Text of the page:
Death Trap - place the three death trap tokens of your color on any three (face up or face down) remaining cards on the dungeon floor. If your opponent interacts with a card with a death trap token, they must lose a follower with the matching weapon icon (green spear, red sword, or blue crossbow). If the opponent does not have a matching follower, nothing happens. Remove the trap card from the game.
Damage Trap - place the two damage trap tokens of your color on any two (face up or face down) remaining cards on the dungeon floor. If your opponent interacts with a card with a damage trap token, they immediately lose HP equal to the amount on the damage card. You may keep the damage trap card in your tableau to remind you of how much damage each trap does. Once the current dungeon floor is cleared, remove the damage trap card from the game.
**Special Trap Rules - you cannot place more than one trap token per dungeon floor card. After a trap token is placed, if the next dungeon floor card in the column is face down, immediately flip the card face up.
Rest Action - choose one of the five dungeon floor columns and remove the bottommost card from the game. Then immediately increase your HP by 3. If you have any Healing Cards in your tableau, increase your HP by the total amount (right icons) written on all of your Healing Cards. Choosing a dungeon floor card for a rest action does not trigger traps because the player is not interacting with the card. You cannot choose a Boss Monster (purple) card for a Rest Action.
Learn Action - 6 (three per player) of the 14 Hero Class cards (orange border) are drafted by the players at the start of each game. If your Soul Level (XP) is equal to or exceeds the number in the top left corner of one of your three Hero Class cards, you may use a Learn Action to unlock and learn your new special ability! Place your unlocked learned Hero Class card in your tableau to differentiate it from the locked and unlearned Hero Class cards.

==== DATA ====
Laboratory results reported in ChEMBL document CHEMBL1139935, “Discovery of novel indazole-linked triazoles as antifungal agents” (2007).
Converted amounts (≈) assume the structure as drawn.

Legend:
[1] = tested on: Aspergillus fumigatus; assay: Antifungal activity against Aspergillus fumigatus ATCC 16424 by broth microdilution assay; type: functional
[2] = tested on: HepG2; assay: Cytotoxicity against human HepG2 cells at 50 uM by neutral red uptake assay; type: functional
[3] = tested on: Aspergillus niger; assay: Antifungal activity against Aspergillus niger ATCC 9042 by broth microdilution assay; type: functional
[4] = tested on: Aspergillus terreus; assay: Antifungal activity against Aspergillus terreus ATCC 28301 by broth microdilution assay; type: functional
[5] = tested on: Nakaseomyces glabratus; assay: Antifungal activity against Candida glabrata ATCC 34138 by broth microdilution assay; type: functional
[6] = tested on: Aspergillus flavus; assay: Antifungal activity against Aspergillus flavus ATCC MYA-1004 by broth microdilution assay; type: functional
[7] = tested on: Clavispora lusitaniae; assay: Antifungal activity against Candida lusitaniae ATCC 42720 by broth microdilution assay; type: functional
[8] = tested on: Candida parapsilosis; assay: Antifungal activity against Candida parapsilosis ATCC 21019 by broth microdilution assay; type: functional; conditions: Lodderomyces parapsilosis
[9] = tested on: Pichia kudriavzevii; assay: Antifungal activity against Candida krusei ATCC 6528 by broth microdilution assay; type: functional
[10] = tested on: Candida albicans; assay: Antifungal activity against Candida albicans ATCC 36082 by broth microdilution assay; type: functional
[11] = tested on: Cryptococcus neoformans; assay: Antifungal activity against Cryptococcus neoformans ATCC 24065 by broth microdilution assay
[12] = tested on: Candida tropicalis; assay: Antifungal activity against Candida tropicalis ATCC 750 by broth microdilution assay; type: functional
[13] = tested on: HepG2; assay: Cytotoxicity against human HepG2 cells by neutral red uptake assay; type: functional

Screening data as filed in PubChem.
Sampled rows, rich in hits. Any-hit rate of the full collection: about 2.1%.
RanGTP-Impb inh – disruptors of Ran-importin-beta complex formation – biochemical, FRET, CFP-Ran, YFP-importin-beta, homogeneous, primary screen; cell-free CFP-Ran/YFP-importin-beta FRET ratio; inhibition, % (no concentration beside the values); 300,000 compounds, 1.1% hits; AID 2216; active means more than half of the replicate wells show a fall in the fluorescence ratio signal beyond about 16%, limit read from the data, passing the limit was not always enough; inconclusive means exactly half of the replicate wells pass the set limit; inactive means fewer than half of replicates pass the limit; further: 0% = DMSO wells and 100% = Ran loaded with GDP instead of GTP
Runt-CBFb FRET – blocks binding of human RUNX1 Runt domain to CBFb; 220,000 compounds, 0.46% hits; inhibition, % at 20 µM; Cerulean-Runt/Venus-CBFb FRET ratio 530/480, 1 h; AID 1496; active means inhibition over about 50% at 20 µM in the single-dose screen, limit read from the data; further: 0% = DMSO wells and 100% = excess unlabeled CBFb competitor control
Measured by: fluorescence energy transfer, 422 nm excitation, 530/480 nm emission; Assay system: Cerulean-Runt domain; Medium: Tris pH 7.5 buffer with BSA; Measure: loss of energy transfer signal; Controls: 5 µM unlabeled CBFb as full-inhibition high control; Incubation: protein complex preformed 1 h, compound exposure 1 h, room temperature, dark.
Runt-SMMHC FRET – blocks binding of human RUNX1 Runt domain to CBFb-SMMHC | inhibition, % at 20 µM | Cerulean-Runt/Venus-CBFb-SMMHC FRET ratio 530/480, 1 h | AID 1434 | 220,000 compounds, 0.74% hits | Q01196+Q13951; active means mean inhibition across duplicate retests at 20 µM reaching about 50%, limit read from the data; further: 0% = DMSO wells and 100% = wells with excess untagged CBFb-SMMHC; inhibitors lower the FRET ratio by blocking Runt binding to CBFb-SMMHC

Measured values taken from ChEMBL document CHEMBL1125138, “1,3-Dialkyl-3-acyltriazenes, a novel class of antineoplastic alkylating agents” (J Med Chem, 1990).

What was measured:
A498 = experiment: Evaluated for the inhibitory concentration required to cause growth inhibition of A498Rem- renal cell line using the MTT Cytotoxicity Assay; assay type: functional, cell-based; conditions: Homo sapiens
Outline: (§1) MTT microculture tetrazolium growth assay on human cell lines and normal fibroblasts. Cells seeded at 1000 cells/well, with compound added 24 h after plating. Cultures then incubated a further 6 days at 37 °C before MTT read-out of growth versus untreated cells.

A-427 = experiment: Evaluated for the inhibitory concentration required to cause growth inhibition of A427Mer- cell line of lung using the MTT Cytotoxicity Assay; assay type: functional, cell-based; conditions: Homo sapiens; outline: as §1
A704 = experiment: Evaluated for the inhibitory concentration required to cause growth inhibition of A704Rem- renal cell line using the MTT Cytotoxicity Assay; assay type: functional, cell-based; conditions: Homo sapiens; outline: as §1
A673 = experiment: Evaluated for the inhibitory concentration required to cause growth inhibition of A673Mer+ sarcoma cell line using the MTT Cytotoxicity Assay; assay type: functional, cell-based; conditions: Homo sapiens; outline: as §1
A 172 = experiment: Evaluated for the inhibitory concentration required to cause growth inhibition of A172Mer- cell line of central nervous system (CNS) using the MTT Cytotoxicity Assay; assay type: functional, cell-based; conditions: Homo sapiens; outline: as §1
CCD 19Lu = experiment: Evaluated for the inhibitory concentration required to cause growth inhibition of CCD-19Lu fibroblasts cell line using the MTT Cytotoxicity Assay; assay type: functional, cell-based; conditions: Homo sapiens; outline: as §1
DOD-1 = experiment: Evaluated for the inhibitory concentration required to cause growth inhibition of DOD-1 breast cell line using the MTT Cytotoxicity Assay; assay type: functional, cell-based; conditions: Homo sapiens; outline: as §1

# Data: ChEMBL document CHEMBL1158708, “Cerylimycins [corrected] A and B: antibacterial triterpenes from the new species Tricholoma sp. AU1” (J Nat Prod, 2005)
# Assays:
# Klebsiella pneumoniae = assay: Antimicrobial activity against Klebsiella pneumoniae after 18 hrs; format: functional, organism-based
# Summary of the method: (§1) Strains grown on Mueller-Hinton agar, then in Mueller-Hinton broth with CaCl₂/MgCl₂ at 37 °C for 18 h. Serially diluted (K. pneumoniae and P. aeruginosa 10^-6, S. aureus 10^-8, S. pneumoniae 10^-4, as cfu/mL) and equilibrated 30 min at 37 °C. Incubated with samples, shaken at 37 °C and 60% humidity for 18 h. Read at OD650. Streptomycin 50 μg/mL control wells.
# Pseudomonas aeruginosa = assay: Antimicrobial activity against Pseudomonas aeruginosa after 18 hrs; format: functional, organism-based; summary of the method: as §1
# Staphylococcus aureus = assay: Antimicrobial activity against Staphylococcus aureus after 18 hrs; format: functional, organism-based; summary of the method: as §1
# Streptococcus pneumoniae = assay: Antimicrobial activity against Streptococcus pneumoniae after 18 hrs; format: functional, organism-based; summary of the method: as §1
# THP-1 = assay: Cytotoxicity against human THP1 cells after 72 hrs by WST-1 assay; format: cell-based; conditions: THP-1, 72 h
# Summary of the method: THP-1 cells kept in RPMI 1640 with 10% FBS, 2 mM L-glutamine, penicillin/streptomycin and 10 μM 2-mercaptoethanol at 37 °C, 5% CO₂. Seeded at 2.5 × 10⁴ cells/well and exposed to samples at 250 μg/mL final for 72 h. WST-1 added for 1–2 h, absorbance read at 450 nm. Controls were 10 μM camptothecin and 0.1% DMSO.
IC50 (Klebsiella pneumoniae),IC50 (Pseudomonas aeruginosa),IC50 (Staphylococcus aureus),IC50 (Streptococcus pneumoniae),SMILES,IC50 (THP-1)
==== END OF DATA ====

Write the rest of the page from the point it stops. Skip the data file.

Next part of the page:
Explore Action - choose one of the five dungeon floor columns, remove the bottommost card from the game, immediately reduce your HP, and immediately take another action: interact, rest, learn, or even explore. There is no limit to the number of explore actions a player can take; however, the cost of each explore action taken throughout the game will increase by 2 HP. The first explore action you take throughout the game (regardless of dungeon floor) costs 2 HP. The second explore action you take throughout the game (regardless of dungeon floor) costs 4 HP. The third costs 6 HP; the fourth costs 8 HP. You may keep the card face down in front of you to help keep track of the number of explore actions you have taken. Choosing a dungeon floor card for an explore action does not trigger traps because the player is not interacting with the card. You cannot choose a Boss Monster (purple) card for an Explore Action. You cannot take an explore action with the final card of a dungeon floor.
You defeated a Boss Monster (purple border) or a Regular Monster (dark green border)!! Place the defeated monster card in your tableau and increase your Soul Level (XP) but the number in the top left corner of the card. If your Soul Level (XP) is equal to or exceeds the number in the top left corner of one of your three Hero Class Cards (orange border), you may spend a future Learn Action unlock your new special ability!
You defeated an Elemental Monster (brown border)!! Place the defeated Elemental monster card in your tableau. Keep the Elemental monster cards separate from the other monster cards. Do NOT increase your Soul Level (XP)! If you are the first player to defeat two Elemental Monsters of the same element (two fire, two lightning, two water, etc), then immediately acquire the corresponding Magic Power Card (red border with green elvish writing). If you are the first player to defeat one of each of the 6 different Elemental monsters, you immediately win Dungeon Duel!
Yes, the graphic design is problematic at times. Why have numbers in the top left corner of the Elemental Monster cards or Magic Power cards that could easily be confused with XP? Why call it Soul Level instead of XP? Why have two decks for Hero Class cards for English and Chinese, when the Magic Power cards were double-sided? Why aren’t there double-sided (red and blue) damage trap tokens when the death trap tokens were double sided? WHY is the death trap token that kills FOLLOWERS and not weapons labeled WEAPON DESTROYER? Why didn’t they combine the action and card section of the Reference Card? Why do I have to spend an action to learn a Hero Class card but not a Magic card? Why is the how-to-play portion of the rules so wordy and confusing?